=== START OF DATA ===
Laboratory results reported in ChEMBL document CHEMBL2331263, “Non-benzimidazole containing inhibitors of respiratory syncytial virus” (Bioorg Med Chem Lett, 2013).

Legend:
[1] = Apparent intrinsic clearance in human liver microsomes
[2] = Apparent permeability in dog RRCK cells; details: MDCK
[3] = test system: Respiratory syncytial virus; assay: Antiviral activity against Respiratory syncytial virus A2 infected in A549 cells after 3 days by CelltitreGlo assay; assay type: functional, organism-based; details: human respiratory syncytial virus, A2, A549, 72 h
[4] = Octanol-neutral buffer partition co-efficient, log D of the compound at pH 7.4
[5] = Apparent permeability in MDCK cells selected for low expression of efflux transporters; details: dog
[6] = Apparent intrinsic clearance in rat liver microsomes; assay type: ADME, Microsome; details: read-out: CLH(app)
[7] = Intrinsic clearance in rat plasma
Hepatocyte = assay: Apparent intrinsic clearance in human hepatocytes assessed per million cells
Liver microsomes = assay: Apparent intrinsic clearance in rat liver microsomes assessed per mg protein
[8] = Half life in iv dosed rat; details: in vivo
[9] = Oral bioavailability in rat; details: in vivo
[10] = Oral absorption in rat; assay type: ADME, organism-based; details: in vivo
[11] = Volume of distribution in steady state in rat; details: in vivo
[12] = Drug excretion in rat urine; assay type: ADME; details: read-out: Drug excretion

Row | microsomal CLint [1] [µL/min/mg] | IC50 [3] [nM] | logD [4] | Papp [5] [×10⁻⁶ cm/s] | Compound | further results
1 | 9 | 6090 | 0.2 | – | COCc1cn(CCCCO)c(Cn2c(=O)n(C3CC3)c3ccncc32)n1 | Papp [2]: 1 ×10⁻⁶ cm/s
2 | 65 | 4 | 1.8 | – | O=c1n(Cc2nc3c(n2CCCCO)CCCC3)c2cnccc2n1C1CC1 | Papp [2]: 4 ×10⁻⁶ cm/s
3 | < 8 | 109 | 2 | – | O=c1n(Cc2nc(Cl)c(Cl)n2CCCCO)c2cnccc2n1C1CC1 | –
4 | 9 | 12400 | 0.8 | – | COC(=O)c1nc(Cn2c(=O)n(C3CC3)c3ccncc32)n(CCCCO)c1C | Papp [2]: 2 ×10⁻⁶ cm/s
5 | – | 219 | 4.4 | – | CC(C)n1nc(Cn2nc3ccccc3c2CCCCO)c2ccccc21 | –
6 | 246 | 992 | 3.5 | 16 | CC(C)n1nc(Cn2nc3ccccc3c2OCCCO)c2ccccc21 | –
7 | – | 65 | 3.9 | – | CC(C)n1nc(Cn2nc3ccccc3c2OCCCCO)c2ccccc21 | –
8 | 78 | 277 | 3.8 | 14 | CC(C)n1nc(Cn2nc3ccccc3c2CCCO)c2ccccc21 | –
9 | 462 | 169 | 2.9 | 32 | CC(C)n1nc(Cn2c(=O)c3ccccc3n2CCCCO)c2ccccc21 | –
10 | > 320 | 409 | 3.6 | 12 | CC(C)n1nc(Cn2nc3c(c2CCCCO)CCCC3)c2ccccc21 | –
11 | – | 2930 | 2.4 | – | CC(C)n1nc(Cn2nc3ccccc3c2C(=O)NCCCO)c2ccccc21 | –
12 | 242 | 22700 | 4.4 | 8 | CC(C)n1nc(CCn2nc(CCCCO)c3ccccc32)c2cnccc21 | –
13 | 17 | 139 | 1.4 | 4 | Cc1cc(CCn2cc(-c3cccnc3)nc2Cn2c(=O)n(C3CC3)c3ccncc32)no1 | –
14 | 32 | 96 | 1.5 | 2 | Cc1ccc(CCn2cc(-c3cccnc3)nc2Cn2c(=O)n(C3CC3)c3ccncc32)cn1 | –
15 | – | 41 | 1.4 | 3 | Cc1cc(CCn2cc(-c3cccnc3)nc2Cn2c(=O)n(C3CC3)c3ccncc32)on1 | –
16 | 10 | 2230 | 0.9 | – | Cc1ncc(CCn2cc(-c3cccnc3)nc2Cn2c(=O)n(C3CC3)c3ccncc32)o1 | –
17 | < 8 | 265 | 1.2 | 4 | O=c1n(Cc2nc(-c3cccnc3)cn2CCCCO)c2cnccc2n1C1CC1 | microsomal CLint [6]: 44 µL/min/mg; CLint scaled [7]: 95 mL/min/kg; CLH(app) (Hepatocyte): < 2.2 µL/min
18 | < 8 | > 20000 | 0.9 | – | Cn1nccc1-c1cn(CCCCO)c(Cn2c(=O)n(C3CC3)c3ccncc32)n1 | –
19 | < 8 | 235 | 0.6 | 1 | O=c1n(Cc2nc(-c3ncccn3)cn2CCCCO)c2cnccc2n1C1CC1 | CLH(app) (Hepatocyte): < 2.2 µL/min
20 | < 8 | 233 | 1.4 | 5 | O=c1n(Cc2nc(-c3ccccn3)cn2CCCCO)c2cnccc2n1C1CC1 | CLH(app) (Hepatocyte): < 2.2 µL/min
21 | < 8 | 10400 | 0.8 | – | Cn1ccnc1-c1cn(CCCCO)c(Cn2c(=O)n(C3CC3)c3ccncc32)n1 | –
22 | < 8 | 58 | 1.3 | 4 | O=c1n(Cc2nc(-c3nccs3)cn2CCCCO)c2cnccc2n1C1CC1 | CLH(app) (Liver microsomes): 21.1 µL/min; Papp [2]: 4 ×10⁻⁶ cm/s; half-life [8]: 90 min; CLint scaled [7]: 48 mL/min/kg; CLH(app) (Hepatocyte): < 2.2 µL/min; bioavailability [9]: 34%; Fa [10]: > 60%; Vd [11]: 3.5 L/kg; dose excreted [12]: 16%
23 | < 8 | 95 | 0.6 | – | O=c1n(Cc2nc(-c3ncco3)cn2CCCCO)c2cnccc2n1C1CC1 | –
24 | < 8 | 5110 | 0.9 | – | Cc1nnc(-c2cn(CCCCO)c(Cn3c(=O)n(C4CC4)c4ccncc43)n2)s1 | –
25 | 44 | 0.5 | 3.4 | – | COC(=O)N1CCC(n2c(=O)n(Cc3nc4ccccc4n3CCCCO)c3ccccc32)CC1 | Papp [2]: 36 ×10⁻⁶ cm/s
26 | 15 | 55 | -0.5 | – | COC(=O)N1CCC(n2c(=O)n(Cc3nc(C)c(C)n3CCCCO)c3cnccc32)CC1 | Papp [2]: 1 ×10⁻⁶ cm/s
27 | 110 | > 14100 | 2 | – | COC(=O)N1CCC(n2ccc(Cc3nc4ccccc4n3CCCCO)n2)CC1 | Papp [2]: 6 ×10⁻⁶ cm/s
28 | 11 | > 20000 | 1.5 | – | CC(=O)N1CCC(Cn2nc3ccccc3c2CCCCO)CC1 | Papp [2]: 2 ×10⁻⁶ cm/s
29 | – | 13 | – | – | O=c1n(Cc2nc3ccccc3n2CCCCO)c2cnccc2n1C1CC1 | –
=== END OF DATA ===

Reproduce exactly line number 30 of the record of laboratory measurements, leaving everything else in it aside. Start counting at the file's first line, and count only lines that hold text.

13 | 17 | 139 | 1.4 | 4 | Cc1cc(CCn2cc(-c3cccnc3)nc2Cn2c(=O)n(C3CC3)c3ccncc32)no1 | –